Lowe designed the game so he could play it with his daughter - he's most famous for working on the baudy Leisure Suit Larry titles. That having been said, there's some sly humor there that only adults will understand. But at heart, it's a fun family game - there's even a hint system so little kids don't get too frustrated with it.

    The Windows

  • by bhagwad ( 1426855 ) on Monday June 06, 2011 @08:23PM (#36357712) Homepage
    Great MMORPG with no monthly fees - just a one time purchase. Excellent depth, replay value, HUGE and beautifully detailed world and inherently multiplayer. It's quite complex though and I'm not sure whether 10 year old will get that much into depth.
  • by freeze128 ( 544774 ) on Monday June 06, 2011 @08:24PM (#36357718)
  • While not strictly RPG, I loved playing the Lego series with my kids (Lego Star Wars, Indiana Jones, Batman, Pirates of the Caribbean was recently released). There are puzzles to solve and you get to run around through movie scenes and it's easy to play 2 players at once.
  • by Quinn_Inuit ( 760445 ) <> on Monday June 06, 2011 @08:29PM (#36357788)
    It's not super-scary and extremely funny, with great characters and interactions. I recommend the TuTu mod for it, though it does flesh out some of the darker corners of the story. For instance, she should under no circumstances ask Kivan about what happened to his girlfriend.
  • Or maybe Animal.


  • Different angle than what you're asking for, but I think a better game for a child than a mind-numbing hack-n-slash.

    Probably best to start with King's Quest V for the semi-modern graphics. Earlier than that might turn a kid off to the series.

  • If you can find it, Darby the Dragon is absolutely wonderful. It is tons of fun, has lots of creative mini-games, and has GREAT music. My two daughters both played through it numerous times.

  • my 10 year old LOVES Portal, and Portal 2 Co-op mode is loads of fun. It's not quite an adventure game in the pure sense, but the last level of Portal really captured her imagination, especially with the escape into the hidden areas of Aperture Labs. Portal 2 Co-op mode on an XBox is really good, because it's split screen, which makes it very easy to help out when the other player gets stuck.

  • You are standing in an open field west of a white house, with a boarded front door. Zork of course!
  • Wasn't too complicated, and with all the Disney characters and story lines she should feel right at home and comfortable. Plus, it's still fun for older players to enjoy as well.
  • I can see some similar replies: "It depends on what you mean by adventure"... well, no. If you say adventure, you MUST mean games similar to Zork, King's Quest, Myst, Monkey Island, Gabriel Knight, stuff like that. Otherwise, you are simply using the wrong word. This is the traditional, well-established, widely accepted definition; it is not open to debate, period.

  • Are you talking about Adventure games, like Cyberia or The Longest Journey, or are you talking about dungeon diggers, like Diablo and (apparently; I haven't played it) Fate?

    Your answers are going to be pretty crappy, when your question is so ... confused.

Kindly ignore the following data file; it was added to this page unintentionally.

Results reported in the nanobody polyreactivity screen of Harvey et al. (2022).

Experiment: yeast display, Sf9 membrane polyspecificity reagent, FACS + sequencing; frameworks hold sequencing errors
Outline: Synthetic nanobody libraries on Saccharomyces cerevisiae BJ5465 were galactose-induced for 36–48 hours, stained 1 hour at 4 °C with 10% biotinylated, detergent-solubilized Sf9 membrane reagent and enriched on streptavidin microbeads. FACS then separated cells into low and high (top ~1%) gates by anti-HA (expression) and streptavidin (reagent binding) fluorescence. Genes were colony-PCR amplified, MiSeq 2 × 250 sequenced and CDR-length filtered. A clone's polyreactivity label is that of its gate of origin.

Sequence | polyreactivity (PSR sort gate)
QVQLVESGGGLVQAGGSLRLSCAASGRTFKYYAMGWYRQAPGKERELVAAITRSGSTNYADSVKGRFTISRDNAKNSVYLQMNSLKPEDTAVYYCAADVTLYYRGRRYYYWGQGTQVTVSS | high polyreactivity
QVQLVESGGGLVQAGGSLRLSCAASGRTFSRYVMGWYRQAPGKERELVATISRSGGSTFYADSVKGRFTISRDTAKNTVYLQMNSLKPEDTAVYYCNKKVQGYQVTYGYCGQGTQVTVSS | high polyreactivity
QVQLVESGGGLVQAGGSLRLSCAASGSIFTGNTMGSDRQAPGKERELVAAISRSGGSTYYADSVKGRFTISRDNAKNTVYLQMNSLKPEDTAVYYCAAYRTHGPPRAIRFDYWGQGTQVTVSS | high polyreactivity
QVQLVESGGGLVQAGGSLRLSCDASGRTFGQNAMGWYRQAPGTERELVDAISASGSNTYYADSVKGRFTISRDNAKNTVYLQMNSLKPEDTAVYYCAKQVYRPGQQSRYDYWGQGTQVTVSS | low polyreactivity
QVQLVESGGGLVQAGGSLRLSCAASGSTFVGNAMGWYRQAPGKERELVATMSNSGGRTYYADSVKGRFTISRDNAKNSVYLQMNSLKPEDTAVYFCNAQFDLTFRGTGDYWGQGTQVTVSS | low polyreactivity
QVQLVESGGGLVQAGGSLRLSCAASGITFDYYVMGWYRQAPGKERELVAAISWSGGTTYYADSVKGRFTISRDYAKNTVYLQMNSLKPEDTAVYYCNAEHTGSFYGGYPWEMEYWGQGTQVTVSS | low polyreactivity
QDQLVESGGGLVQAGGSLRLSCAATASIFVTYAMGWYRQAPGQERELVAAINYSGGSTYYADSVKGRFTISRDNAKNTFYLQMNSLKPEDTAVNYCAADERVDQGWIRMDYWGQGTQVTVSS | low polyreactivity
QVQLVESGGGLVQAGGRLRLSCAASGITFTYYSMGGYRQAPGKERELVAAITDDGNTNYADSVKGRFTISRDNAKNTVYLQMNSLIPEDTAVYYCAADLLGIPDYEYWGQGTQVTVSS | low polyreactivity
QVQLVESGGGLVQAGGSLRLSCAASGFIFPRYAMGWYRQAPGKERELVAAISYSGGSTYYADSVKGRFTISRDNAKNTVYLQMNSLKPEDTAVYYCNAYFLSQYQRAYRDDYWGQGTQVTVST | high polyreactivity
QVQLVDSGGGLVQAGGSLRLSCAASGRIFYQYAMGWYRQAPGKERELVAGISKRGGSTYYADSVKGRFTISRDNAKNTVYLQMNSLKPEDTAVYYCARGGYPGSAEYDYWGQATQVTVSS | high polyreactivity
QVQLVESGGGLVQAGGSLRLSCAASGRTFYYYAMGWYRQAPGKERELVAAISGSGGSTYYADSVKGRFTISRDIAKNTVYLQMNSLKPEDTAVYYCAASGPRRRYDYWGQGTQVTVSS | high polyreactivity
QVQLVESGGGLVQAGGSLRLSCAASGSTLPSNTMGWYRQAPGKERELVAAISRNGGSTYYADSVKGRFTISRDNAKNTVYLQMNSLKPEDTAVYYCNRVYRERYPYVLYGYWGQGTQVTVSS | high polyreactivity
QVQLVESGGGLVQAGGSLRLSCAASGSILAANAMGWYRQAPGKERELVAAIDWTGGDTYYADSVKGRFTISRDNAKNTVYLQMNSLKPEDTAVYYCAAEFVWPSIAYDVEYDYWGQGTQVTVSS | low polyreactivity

• by nedlohs ( 1335013 ) on Monday June 06, 2011 @09:10PM (#36358138)

    Since you're misusing genres, given Diable is not an Adventure game.

    Hence no one knows if you actually want adventure games and hence they should recommend things like Monkey Island, or if you actually want an action-RPG and hence they should recommend things like Torchlight.

    And of course the jerks just point out you mixed up the genres instead of answering at all.

  • Great story, incredibly cute and artistically fantastic graphics, still pretty simple and all-in-all light on violence, available for just every platform under the sun, it's a great choice.

    You can't go wrong.

  • I can't believe nobody mentioned Magicka...
  • fun game, maybe a little challenging for a first adventure though. But great atmosphere and music, unique look and interesting story. It was on sale on Steam for like $5 recently. Still go back and play it occasionally. and the protaganist is a girl, so she might like that.
  • by mattack2 ( 1165421 ) on Monday June 06, 2011 @09:35PM (#36358320)


    But like someone else, I suggest text adventures too. There's lots of free or shareware ones too.. e.g. []

  • by stanjo74 ( 922718 ) on Monday June 06, 2011 @09:48PM (#36358408)
    ... is where it all began
  • If you're looking for graphical/point-and-click adventures and cheap entertainment all in one ball of wax, I highly recommend the free remakes of Sierra's King's Quest I, II and III as well as Hero's Quest. They're available from AGD Interactive and did I mention they're free?
  • Stop listing adventure games. They are great but the author meant action rpg's ala diablo/TQ/torchlight.

    • How can we be sure when OP used the phrase "adventure games" three times?

      Ask Slashdot: Best Adventure Game To Start With?

      One of my daughters ... has become interested in adventure games... and I'd like to know what Slashdotters thought would be the best set of adventure games to start her on.

  • Diablo is not an adventure game, not even close.
    Adventure games are puzzle/story based games that come in a few flavours such as the old school text based adventures like Zork and the graphical adventures that include Myst, Monkey Island, and Syberia among a plethora of others.

    I would offer suggestions but they have already been covered.
    But if you were more specific in what you want I am sure I or someone else could offer a suggestion. Particularly, why is Diablo not acceptable but some other game like it w

Never worry about theory as long as the machinery does what it's supposed to do. -- R. A. Heinlein